Nicotinic agonists have demonstrated antinociceptive effects in a wide range of acute, tonic, and chronic pain models. However, their effectiveness is limited by their side effects. This study investigated the effects of two nicotinic partial agonists, varenicline [7,8,9,10-tetrahydro-6,10-methano-6H-pyrzino(2,3-h)(3)benzazepine] and sazetidine-A [6-[5-[(2S)-2-azetidinylmethoxy]-3-pyridinyl]-5-hexyn-1-ol]. Compared with full agonists, neither of the partial agonists had analgesic effects in acute thermal mouse pain models. Both compounds blocked the analgesic effect of nicotine in the tail-flick assay. However, initial evidence that these two partial agonists were different was demonstrated when only sazetidine-A blocked the analgesic effect of nicotine in the hot-plate assay. When investigated in tonic pain, both compounds dose-dependently induced an analgesic effect in the mouse formalin model. Interestingly, the fact that the β2 subunit is not required for varenicline's efficacy was demonstrated when the formalin test was conducted in β2 subunit knockout mice. In contrast, sazetidine was not effective in β2 subunit knockout mice. Both compounds were effective without significant effects on motor coordination. In summary, these studies demonstrate that both partial agonists are effective in tonic pain but not acute pain. However, they appear to be efficacious via different nicotinic subtypes.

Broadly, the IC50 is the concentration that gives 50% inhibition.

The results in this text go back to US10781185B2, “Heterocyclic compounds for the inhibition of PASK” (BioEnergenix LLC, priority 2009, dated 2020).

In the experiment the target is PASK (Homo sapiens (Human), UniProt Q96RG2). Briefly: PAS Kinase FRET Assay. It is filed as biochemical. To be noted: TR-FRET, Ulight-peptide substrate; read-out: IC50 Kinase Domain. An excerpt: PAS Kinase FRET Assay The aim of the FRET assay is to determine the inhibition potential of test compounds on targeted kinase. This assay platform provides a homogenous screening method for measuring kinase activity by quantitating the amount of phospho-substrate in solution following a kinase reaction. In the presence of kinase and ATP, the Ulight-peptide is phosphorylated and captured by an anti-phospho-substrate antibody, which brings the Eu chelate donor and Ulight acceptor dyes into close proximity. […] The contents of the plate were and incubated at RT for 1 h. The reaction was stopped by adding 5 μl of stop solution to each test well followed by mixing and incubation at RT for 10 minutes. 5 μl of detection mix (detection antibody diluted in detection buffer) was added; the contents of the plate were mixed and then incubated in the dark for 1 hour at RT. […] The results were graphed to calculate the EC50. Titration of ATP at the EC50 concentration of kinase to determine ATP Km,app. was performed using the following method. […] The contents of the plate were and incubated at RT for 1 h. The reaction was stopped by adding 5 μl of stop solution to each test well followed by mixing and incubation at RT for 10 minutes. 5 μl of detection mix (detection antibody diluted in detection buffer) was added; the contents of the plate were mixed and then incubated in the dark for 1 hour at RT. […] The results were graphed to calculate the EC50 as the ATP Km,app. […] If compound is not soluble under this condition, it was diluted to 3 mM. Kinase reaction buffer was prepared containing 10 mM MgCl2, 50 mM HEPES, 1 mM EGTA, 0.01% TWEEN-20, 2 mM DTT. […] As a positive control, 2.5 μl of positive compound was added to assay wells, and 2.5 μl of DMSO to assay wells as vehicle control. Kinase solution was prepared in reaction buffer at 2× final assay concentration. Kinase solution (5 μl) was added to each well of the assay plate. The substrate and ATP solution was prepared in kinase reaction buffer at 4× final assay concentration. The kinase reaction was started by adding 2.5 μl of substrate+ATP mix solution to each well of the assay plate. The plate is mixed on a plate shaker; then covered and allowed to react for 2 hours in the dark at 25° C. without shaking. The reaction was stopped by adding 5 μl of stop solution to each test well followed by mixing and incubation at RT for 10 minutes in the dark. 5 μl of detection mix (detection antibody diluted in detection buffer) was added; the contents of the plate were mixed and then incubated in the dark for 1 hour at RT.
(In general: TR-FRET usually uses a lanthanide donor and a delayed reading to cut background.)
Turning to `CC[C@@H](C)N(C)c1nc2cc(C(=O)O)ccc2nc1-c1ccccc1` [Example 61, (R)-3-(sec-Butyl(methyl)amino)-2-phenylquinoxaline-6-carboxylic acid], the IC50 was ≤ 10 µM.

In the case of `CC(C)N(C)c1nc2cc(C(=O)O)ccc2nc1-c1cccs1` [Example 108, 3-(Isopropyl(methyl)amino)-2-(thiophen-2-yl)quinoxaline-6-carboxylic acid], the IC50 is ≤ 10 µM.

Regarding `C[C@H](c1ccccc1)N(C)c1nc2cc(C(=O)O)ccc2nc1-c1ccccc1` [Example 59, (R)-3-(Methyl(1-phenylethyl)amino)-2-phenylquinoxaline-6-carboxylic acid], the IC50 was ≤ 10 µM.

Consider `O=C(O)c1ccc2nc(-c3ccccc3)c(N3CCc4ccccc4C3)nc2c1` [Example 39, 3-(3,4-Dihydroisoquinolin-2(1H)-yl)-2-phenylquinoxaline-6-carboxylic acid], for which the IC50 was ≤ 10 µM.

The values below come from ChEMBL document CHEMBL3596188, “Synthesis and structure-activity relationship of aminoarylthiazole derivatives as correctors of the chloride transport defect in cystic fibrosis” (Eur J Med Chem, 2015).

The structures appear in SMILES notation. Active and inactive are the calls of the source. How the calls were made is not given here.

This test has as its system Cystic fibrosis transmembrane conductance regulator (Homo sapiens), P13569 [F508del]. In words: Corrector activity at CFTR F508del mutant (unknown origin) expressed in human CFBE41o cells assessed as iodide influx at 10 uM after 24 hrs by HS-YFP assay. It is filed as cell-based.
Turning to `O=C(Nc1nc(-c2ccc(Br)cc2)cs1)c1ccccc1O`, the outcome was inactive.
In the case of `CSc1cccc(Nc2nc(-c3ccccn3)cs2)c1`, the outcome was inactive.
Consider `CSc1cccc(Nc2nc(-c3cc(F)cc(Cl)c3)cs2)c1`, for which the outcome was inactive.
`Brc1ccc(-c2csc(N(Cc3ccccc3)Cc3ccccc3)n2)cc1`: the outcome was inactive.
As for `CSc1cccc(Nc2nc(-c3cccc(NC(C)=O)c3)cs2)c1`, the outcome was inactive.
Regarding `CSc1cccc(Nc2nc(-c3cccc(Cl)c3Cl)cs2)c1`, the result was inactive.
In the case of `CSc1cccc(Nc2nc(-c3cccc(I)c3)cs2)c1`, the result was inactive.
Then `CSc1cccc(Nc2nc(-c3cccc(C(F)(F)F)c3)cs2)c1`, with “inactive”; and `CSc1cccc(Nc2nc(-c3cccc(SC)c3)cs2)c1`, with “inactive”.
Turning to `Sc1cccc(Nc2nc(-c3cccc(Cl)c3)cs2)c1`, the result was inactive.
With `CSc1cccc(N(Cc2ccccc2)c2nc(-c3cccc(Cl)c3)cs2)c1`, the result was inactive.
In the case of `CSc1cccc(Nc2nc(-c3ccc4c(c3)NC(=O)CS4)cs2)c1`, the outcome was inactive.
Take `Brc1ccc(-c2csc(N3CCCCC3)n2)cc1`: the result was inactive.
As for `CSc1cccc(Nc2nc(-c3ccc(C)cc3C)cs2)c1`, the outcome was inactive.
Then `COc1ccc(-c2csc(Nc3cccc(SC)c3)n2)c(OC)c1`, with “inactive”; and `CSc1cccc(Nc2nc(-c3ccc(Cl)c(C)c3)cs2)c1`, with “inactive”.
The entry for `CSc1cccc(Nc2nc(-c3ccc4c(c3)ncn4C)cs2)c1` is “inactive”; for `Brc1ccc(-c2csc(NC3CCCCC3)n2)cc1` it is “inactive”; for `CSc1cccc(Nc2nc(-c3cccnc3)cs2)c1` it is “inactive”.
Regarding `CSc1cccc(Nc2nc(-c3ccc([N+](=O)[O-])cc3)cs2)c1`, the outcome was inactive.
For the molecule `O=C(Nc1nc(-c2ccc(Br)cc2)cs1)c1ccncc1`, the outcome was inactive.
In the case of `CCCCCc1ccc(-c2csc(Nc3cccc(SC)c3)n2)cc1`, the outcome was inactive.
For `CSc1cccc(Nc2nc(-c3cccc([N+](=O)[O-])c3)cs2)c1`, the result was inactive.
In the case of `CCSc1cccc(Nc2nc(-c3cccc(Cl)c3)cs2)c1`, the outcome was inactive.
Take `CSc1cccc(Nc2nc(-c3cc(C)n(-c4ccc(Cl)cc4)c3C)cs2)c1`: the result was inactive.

See article at J Pharmacol Exp Ther 2012, 342:742–749.
- Copyright © 2012 by The American Society for Pharmacology and Experimental Therapeutics